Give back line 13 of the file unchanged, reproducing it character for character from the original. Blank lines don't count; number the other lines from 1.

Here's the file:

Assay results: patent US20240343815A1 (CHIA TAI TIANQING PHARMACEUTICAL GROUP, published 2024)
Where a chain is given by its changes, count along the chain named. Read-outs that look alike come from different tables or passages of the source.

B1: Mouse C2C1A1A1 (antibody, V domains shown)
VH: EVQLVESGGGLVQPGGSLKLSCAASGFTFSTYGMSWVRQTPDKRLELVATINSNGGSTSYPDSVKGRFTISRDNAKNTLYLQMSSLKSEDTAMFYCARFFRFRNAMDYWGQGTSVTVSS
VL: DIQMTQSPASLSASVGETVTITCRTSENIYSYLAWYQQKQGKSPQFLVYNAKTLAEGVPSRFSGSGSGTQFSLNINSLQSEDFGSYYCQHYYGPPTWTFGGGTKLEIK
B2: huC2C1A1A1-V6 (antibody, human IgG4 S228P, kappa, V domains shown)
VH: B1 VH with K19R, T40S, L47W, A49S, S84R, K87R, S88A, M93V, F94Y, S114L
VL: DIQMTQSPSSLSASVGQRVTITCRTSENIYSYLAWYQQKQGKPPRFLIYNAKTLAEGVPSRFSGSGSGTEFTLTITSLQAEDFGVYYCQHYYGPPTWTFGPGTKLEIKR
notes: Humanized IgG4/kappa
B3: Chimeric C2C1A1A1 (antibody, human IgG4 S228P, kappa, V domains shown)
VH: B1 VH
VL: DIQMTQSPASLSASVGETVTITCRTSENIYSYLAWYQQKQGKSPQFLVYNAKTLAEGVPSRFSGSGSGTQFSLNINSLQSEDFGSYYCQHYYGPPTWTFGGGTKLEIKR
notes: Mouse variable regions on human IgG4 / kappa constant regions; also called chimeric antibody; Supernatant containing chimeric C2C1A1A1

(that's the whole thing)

notes: Mouse variable regions on human IgG4 / kappa constant regions; also called chimeric antibody; Supernatant containing chimeric C2C1A1A1